Here's some practical information regarding axle grease. It's something most of us don't need to use today but very important for our 19th Century characters. Below the most recent tidbit you'll find a link to a previous post on Axle Grease for Wagons.
Axle-grease for very heavy wagons. No. 1, for winter: Tallow, 420 parts; palm oil, 840; soda, 140; water, 4200.
No. 2, for summer: Tallow, 420 parts; palm oil, 490; soda, 35; water, 2300.
The above lubricants are calculated for a low temperature in winter and a hot one in summer. For a moderate winter climate, the quantity of soda may be somewhat reduced, and that of palm oil increased.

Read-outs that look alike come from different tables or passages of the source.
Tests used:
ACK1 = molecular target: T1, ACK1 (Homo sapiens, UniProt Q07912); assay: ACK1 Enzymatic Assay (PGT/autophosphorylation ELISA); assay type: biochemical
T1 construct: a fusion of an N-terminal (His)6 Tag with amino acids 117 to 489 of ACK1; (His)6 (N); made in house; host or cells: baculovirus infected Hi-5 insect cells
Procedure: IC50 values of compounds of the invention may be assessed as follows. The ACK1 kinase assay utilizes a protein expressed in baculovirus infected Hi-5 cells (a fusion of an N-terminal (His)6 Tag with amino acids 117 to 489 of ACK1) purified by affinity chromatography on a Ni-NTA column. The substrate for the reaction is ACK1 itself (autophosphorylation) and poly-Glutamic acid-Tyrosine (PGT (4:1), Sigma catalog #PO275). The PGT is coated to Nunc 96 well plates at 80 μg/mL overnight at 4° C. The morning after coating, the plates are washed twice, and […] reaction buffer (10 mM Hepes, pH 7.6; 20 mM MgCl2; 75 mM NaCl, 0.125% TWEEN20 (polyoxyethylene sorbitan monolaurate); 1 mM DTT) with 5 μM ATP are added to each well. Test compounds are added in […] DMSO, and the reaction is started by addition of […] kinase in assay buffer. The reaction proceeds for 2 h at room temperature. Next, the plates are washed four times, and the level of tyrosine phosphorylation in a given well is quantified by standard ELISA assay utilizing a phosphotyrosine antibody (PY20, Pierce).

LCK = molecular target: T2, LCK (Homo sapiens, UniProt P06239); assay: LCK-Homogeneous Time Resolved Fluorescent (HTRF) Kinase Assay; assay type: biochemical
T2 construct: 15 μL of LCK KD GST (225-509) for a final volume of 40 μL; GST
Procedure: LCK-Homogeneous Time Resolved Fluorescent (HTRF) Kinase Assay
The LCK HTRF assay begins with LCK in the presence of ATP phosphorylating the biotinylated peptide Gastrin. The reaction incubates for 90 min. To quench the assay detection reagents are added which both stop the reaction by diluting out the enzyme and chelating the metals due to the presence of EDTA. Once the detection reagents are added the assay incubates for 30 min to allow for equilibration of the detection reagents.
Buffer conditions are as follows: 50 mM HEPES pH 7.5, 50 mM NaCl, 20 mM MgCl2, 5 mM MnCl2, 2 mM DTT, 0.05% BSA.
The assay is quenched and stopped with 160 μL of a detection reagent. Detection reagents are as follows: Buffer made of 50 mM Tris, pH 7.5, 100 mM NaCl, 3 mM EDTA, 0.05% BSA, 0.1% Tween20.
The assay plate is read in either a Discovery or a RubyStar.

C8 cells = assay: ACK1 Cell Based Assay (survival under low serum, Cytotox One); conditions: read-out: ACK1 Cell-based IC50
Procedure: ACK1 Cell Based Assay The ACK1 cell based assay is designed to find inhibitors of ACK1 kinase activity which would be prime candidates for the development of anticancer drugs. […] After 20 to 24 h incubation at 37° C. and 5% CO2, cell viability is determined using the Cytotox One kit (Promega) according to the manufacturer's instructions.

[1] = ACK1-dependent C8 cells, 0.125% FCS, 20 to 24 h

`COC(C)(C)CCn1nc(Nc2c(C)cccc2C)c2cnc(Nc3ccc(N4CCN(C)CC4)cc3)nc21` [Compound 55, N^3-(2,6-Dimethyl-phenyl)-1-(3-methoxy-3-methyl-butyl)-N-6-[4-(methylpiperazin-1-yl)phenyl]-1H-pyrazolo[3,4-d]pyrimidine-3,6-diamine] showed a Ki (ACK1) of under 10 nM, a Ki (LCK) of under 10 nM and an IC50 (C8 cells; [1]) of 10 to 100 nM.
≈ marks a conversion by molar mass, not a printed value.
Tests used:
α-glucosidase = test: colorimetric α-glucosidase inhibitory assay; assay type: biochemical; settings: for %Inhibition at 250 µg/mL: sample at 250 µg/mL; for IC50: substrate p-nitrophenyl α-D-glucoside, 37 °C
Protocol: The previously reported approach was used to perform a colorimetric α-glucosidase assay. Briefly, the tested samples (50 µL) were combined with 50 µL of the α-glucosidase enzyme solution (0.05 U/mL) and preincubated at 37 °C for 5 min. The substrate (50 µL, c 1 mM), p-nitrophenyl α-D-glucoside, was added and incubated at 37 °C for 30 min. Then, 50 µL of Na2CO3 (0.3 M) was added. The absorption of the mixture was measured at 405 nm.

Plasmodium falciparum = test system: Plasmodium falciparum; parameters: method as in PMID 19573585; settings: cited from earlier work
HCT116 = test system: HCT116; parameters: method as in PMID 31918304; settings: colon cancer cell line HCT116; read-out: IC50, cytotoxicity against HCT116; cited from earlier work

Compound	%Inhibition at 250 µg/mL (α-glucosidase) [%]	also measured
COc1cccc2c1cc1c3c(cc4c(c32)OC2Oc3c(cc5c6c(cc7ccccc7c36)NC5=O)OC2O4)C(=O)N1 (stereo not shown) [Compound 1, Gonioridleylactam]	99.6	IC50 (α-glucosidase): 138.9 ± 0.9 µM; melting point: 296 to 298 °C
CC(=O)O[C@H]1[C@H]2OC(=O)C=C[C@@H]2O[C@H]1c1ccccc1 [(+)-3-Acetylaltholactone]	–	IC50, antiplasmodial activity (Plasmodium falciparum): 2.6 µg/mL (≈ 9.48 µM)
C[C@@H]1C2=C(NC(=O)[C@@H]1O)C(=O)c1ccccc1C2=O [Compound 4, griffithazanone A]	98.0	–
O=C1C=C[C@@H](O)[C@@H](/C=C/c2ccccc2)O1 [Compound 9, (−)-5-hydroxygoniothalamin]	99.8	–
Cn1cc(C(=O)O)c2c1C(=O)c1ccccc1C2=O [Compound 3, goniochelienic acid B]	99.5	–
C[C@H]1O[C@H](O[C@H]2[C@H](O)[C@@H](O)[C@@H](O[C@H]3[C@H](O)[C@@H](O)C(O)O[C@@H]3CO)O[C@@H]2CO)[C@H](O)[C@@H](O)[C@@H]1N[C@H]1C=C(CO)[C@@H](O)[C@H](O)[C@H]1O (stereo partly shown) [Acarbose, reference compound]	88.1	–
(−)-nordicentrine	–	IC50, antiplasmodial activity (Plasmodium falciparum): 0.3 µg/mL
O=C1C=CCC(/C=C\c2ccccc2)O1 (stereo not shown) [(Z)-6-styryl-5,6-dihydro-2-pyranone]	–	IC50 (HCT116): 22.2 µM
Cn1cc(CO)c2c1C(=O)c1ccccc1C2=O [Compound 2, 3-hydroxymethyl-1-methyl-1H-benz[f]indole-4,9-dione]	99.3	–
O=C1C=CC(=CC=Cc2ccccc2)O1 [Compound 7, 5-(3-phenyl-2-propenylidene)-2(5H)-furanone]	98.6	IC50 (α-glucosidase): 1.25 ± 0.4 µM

Axle grease for heavy wagons. Palm oil, 210 parts; tallow, 85; soda lye, 65; water, 920.
Melt the palm oil and tallow together, and after making the mixture homogeneous by stirring, add the soda lye. The latter is prepared by dissolving soda in sufficient hot water for the cooled fluid to show 20° or 21° Be. After adding and stirring in the soda lye, the water is added, and the whole stirred to a homogeneous mass, which is ladled into vessels and allowed to congeal.
Grease for wooden machinery. Tallow, 30 parts; palm oil, 20; train oil, 10; graphite, 20.
After melting the fats at a moderate heat, intimately mix the graphite, previously pulverized and elutriated, with the mass by stirring.
Source: A Practical Treatise on animal and vegetable fats and oils ©1896
Here's the link to the previous post. Axle Grease For Your Wagon or Carriage